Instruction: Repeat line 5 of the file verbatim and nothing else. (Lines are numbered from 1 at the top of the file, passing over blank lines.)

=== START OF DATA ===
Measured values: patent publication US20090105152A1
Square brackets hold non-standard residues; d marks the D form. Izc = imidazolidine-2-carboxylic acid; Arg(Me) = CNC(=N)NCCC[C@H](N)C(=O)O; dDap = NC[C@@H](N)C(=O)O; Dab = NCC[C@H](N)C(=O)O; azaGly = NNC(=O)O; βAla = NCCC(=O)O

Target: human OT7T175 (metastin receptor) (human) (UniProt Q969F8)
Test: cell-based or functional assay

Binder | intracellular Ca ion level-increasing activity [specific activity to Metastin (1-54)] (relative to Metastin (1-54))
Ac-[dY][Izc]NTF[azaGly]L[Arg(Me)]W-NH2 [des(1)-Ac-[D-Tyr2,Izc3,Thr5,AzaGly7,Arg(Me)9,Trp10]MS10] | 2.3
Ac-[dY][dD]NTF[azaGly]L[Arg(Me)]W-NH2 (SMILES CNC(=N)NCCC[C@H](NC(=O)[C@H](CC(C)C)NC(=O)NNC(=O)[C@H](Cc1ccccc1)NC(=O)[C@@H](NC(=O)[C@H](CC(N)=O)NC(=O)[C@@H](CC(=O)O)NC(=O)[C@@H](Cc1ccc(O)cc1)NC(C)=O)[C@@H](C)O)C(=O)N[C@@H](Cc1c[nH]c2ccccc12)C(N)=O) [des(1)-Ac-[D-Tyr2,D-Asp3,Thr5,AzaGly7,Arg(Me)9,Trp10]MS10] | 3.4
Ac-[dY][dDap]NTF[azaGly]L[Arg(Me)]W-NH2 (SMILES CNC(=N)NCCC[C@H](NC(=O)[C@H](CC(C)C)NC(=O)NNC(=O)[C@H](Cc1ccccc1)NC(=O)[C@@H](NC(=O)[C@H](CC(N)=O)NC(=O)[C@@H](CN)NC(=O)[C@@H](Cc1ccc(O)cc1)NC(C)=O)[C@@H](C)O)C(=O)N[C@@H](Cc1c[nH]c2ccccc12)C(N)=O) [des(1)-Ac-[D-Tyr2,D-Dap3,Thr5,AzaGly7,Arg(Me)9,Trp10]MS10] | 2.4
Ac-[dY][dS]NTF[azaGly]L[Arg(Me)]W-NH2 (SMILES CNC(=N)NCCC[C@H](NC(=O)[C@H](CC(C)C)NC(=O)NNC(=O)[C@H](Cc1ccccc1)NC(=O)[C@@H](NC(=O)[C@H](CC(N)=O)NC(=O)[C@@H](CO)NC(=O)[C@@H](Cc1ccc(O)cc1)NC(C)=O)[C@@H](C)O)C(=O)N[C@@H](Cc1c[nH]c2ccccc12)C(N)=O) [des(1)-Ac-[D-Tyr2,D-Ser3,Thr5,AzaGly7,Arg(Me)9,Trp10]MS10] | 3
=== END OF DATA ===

Binder | intracellular Ca ion level-increasing activity [specific activity to Metastin (1-54)] (relative to Metastin (1-54))